______________________________________Quantity used      Process temperature                    Degree of whiteness______________________________________0.8%       20° C. 61.1%0.8%       50° C. 64.3%______________________________________
EXAMPLE 8

The procedure was the same as in Example 5, but the fatty acid/resinic acid emulsion had the following composition:

250 parts water

100 parts tall oil distillate with 25 to 30% resinic acid

5 parts fatty alcoholpolyglycolether sulfate

2 parts triethanolamine

______________________________________Quantity used      Process temperature                    Degree of whiteness______________________________________0.8%       20° C. 60.7%0.8%       50° C. 64.2%______________________________________
EXAMPLE 9

The following emulsion composition was used in the procedure of Example 3:

300 parts water

100 parts mixed fatty acid

20 parts fatty acid polyglycolester.3 ethylene oxide

5 parts fatty alcohol polyglycolether.8 ethylene oxide

5 parts fatty alcohol polyglycolether sulfate

2 parts triethanolamine

______________________________________Quantity used      Process temperature                    Degree of whiteness______________________________________0.8%       20° C. 61.2%0.8%       50° C. 64.7%______________________________________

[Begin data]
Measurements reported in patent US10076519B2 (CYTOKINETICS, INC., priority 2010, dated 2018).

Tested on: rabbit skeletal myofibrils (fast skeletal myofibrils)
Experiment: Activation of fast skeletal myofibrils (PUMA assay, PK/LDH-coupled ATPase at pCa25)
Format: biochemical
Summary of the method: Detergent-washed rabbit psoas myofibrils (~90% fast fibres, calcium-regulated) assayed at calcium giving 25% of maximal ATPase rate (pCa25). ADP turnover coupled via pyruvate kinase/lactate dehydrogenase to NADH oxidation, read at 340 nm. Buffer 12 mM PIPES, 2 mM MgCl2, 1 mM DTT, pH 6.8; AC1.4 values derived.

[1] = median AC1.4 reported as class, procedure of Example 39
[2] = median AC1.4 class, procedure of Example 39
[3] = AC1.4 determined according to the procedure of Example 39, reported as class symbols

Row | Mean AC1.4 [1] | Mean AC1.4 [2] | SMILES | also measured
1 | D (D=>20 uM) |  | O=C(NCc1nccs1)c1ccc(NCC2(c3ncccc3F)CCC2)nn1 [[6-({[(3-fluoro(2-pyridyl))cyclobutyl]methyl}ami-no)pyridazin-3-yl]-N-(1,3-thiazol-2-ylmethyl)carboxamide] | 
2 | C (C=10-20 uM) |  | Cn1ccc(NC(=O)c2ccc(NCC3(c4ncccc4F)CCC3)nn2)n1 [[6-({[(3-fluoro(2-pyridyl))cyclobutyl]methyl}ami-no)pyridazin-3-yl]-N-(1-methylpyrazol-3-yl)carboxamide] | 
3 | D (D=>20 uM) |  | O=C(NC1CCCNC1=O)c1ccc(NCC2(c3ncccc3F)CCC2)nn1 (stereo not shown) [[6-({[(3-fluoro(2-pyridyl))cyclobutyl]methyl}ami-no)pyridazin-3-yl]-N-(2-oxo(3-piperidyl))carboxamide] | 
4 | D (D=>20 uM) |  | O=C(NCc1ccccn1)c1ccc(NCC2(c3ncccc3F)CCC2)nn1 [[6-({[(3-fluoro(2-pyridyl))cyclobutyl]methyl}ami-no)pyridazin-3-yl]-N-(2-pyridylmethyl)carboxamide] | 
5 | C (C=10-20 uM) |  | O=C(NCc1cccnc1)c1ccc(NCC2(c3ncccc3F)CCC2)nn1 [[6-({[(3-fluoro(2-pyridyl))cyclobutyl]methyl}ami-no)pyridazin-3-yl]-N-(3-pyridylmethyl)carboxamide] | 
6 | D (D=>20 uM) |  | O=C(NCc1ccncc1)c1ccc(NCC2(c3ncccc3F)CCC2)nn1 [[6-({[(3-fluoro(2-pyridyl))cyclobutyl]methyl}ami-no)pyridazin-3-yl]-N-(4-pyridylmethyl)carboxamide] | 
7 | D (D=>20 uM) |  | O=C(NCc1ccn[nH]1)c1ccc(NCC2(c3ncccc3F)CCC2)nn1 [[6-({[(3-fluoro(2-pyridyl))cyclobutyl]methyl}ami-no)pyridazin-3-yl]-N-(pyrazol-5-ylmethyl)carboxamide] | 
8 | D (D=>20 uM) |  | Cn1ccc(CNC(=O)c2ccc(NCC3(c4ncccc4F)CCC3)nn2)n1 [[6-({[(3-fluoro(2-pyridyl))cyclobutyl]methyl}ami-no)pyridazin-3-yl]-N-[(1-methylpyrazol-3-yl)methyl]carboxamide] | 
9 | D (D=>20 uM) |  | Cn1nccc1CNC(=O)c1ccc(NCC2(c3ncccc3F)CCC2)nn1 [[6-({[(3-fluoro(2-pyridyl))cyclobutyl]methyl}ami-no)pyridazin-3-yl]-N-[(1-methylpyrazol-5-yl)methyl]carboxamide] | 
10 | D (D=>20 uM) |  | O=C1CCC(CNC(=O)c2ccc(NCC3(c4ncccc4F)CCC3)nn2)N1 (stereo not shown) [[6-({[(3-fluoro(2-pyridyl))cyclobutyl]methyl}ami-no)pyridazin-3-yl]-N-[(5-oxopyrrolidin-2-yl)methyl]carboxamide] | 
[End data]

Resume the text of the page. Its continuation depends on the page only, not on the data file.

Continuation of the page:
EXAMPLE 10

The following emulsion composition was used in the procedure of Example 3:

280 parts water

100 parts oleic acid

10 parts fatty acid polyglycolester.3 ethylene oxide

2.5 parts fatty acid polyglycolester.8 ethylene oxide

5 parts fatty alcohol polyglycolether sulfate

2 parts triethanolamine

______________________________________Quantity used      Process temperature                    Degree of whiteness______________________________________0.8%       20° C. 61.6%0.8%       50° C. 64.4%______________________________________
EXAMPLE 11

The following emulsion was used in the procedure of Example 3:

280 parts water

100 parts tall oil distillate with 20 to 25% resinic acid

10 parts fatty acid polyglycolester.3 ethylene oxide

2.5 parts fatty acid polyglycolester.7 ethylene oxide

5 parts fatty alcoholpolyglycolether sulfate

2 parts triethanolamine

______________________________________Quantity used      Process temperature                    Degree of whiteness______________________________________0.8%       20° C. 61.5%0.8%       50° C. 63.5%______________________________________
EXAMPLE 12

The following emulsion composition was used in the procedure of Example 3:

280 parts water

100 parts tall oil distillate with 25 to 30% resinic acid

10 parts fatty acid polyglycolester.3 ethylene oxide

2.5 parts fatty acid polyglycolester.7 ethylene oxide

5 parts fatty alcohol polyglycolether sulfate

2 parts triethanolamine